How would you feel if you found out that someone else was hitting your son and then forcing him to keep it a secret, even if he was really upset? Why do you think it is different because it is you doing the hitting? Surely you would want to protect him and reassure him that nobody is allowed to hurt him. There is always an alternative to smacking, which is a life skill that you need to teach your son, so that he can articulately handle himself in tricky situations without getting excluded from school, arrested for assault, or developing a habit of laying into his own kids/wife.

If you do have a lot on your plate and this is having an impact on your relationship with your son, perhaps you could ask for help from someone you trust. What kind of support do you feel would improve the relationship with your son? In what way if any do you think the school could support you? As they have already mentioned SS perhaps this would be an opportunity to ask for their help. Have you tried talking anonymously to an agency such as childline or gingerbread?

If your son is naughty perhaps you could come on here and ask MNers for tips on how to discipline him without smacking, for specific things he is doing.

chloe74 Fri 30-Nov-12 00:42:14

The school have done exactly the right thing, its abuse to assault, I would have rung the police. There is no excuse for hitting children.

garlicbaubles Fri 30-Nov-12 01:34:29

That's a good post, Carla. I hope she finds it helpful.

RaisinBoys Fri 30-Nov-12 07:32:13

Fantastic post Gobblers!

"It has made her angry and will lead to another smack for the kid when he gets home tonight for saying stuff about her at school - basically leading to a worsening of their relationship."

School are right to be concerned.

She has a lot on her plate? So do many. It's not her son's job or responsibilty to manage his mother's temper.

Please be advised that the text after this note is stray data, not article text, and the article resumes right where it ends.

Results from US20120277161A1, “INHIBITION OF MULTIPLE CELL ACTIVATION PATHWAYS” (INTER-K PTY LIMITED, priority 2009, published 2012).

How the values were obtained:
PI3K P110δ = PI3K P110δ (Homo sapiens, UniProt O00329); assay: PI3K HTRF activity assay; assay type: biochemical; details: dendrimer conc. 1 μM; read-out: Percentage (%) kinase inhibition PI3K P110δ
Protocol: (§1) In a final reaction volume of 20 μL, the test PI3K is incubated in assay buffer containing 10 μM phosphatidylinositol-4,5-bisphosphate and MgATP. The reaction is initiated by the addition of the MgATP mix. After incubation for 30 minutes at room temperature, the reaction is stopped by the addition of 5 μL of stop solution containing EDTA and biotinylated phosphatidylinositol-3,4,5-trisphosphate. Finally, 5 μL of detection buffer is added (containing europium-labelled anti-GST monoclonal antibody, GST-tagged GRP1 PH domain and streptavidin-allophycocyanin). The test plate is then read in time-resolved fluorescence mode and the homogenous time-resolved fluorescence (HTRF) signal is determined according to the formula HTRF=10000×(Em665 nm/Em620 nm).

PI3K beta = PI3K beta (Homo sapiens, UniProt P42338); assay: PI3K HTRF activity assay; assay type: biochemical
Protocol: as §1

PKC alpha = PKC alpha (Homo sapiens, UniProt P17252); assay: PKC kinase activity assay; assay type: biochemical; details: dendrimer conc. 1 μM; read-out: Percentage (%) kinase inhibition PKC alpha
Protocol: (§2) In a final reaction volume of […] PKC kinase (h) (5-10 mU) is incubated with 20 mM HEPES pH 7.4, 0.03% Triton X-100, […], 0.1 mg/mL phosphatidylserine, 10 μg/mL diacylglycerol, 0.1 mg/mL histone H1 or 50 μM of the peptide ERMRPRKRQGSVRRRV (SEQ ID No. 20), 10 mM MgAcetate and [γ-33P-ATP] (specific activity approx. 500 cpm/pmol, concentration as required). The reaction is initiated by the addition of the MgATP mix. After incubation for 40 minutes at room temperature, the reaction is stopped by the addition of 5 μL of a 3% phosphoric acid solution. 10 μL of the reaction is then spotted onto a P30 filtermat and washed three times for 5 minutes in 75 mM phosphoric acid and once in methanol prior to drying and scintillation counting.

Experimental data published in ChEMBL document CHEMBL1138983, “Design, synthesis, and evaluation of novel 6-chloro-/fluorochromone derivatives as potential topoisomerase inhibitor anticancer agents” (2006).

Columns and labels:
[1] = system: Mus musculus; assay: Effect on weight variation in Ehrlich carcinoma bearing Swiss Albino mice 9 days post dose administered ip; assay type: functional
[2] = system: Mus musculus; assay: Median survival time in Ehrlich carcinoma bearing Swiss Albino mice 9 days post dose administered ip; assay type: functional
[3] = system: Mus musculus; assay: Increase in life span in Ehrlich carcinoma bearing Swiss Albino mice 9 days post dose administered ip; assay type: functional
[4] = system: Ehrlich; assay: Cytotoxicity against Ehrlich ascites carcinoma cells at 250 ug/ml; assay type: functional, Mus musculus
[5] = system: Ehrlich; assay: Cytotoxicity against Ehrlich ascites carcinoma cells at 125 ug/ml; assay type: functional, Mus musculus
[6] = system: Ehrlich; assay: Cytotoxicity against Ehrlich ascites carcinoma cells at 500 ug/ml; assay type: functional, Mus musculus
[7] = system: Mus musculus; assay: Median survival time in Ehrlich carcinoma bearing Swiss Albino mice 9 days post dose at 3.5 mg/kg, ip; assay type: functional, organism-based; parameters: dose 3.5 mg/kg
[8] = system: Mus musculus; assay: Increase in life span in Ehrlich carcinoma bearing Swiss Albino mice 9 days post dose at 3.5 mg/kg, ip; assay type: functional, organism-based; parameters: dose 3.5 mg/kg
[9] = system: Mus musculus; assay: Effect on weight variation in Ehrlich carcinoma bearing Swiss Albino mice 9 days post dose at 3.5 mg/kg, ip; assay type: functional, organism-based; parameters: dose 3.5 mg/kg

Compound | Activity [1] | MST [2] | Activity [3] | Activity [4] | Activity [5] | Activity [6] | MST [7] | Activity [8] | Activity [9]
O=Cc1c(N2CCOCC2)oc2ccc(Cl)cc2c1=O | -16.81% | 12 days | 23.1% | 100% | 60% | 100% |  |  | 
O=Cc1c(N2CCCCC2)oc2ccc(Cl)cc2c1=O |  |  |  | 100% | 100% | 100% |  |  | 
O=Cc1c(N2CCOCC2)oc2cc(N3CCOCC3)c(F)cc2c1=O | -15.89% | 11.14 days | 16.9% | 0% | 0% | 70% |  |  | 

If you are truly her "friend" urge her to get some help before she ruins her relationship with her son.

AlienRefluxLooksLikeSnow Fri 30-Nov-12 07:39:20

School don't involve protection services unless they are sure this is more than a tap on the backside. The child may have had marks, are you sure this isn't worse than she's telling you? I think the school are dead right to take this to another level with a Mother that thinks it's OK to hit a child for telling the truth.

cory Fri 30-Nov-12 08:20:01

Just to sum up the relevant points which have already been made by other posters:

1. The son will not have said "my mother smacks me in a controlled manner within the bounds of reasonable chastisement". He will have said "my mum hits me".

The school, at this point, has no means of telling the difference between a parent who uses smacking as part of a controlled discipline or an abusive parent. So they have a choice between investigating all these cases and investigating none. If they investigate none, then chances are sooner or later they will find that a pupil of theirs was desperately trying to tell the teacher about abuse and getting no help.

2. *Smacking a child BECAUSE HE HAS TOLD is not reasonable chastisement*; it is a very worrying sign.

3. *The child is not responsible for his mother's temper*: she is responsible for how she parents him.

fwiw I speak as someone who has been called in to the school more than once for meetings with welfare officers and SS. And yes, I was quite innocent. And no, I did not go home and take it out on my dc. And if I had, it would not have been the headteacher's fault. (It wasn't about smacking btw)

sashh Fri 30-Nov-12 08:39:41

It has made her angry and will lead to another smack for the kid when he gets home tonight for saying stuff about her at school - basically leading to a worsening of their relationship

So mum is hitting the child because she is angry, not because he has done anything wrong.

That's an abusive relationship. Either she needs help PDQ or those children need to be away from her.

squareheadcut Fri 30-Nov-12 09:39:40

whoah! i just came back to this and you guys have gone CRAZY! This is smacking as a time out measure and not some huge abuse scandal, there certainly have NEVER been any marks on the boy. It seems to me that in your rush to condemn the mother you have lost all sense of understanding (there is also a cultural issue here). We all want the same thing - to get the mother to stop smacking, but there are ways of going about it and I am suggesting the school have not done this correctly. Yes, they have followed procedure (teachers love procedure) but is this the best way? it certainly hasn't worked in this case.